Heather Berry: driving sustainability

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Heather Berry posing on an Iceland shore. Photo courtesy of Heather Berry 

 

  Highlands Ranch High School contains a variety of educators, but Heather Berry, science teacher, has been recognized on multiple occasions for surpassing expectations, and as of recent, has become DCSD’s sustainability learning specialist. On top of receiving numerous awards, one even taking her to the White House, Berry is also HR’s very own sustainability champion, therefore leading sustainability throughout the school.

  To fulfill this title, Berry visits three to five schools per week to help support and integrate sustainability by encouraging students to generate ideas that benefit their schools. “We only have one Earth. By preserving land, and decreasing the pollution we release into the air, land and water, we are ensuring continuation of life for ourselves as well as for the many species we live with,” Berry said. At these schools, Berry is currently driving projects such as a recycling program at Larkspur Elementary, a student-run sustainability club at North Ridge Elementary and a large outdoor classroom at Cimarron Middle School.

  Not to mention, Berry has also started growing a garden here at HR with her AP Environmental students. Other sustainability projects that have been completed in the past include solar powered phone chargers, energy efficient hand dryers, and an outdoor classroom. Berry said she is most proud of “the number of students who take my class or join the Sustainability Club who go on to make a difference in their everyday life by making changes that decrease their footprint on the environment.”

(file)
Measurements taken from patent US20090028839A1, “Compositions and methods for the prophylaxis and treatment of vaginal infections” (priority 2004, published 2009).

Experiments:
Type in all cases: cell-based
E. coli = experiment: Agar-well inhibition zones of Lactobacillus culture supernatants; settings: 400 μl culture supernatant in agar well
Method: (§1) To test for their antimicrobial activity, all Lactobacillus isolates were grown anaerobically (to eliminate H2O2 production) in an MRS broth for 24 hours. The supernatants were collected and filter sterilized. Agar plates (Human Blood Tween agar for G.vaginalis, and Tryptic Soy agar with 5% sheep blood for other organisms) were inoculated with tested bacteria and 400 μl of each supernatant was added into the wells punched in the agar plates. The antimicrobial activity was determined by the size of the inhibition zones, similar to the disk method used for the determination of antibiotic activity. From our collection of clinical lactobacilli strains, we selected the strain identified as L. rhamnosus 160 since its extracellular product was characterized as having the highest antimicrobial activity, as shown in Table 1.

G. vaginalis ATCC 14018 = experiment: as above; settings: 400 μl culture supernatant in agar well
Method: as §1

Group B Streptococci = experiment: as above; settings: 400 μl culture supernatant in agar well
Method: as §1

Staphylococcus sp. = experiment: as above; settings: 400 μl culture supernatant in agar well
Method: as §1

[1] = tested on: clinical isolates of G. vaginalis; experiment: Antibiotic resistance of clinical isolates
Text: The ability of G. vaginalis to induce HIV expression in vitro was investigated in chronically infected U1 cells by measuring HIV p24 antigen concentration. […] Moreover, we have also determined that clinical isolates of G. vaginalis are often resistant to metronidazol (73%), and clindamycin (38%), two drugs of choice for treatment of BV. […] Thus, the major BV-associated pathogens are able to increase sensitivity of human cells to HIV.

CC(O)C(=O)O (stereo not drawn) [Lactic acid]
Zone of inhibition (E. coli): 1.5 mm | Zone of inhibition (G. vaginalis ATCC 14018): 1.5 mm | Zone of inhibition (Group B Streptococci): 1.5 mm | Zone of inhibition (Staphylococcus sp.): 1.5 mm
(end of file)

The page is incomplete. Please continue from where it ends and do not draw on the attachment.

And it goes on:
Four years after starting a career at HR in 2006, Berry helped bring the sustainability program to HR, starting out with a small sustainability class. The first project the class accomplished was simply converting the school’s hallway, commons, and gym lights to more efficient LED’s. Now she is a well-awarded sustainability specialist.

  At the end of the 2016-17 school year, Berry received the DCSD secondary educator of the year award. Justin Lynn, a junior in her AP Environmental class, said, “She takes the time to work with individuals and forms relationships with her students, while also showing them what difference they can make in the real world.” The University of Colorado also recognized Berry as an “outstanding educator”. In 2016, Berry was even honored at the White House and given the presidential innovation award for environmental educators. This resulted in two $2000 grants for in-class education as well as expanding learning.

  The highly awarded science teacher creates opportunities and activities for students all over DCSD and teaches them how far their implications can go. When asked what drives her to reach such success in sustainability, Berry said, “Students can really make a difference and having practice shows the impact they can make.”

Michael deGuzman, Staff Reporter

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